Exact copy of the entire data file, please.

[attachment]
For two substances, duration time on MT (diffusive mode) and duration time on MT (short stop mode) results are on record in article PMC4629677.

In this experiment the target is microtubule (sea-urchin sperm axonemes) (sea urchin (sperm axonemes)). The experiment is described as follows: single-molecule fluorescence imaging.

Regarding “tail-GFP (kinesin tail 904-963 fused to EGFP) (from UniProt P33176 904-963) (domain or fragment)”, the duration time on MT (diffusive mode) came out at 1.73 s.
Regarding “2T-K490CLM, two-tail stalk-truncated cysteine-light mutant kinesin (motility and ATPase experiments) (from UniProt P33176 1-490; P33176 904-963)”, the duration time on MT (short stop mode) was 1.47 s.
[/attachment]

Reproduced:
For two substances, duration time on MT (diffusive mode) and duration time on MT (short stop mode) results are on record in article PMC4629677.

In this experiment the target is microtubule (sea-urchin sperm axonemes) (sea urchin (sperm axonemes)). The experiment is described as follows: single-molecule fluorescence imaging.

Regarding “tail-GFP (kinesin tail 904-963 fused to EGFP) (from UniProt P33176 904-963) (domain or fragment)”, the duration time on MT (diffusive mode) came out at 1.73 s.
Regarding “2T-K490CLM, two-tail stalk-truncated cysteine-light mutant kinesin (motility and ATPase experiments) (from UniProt P33176 1-490; P33176 904-963)”, the duration time on MT (short stop mode) was 1.47 s.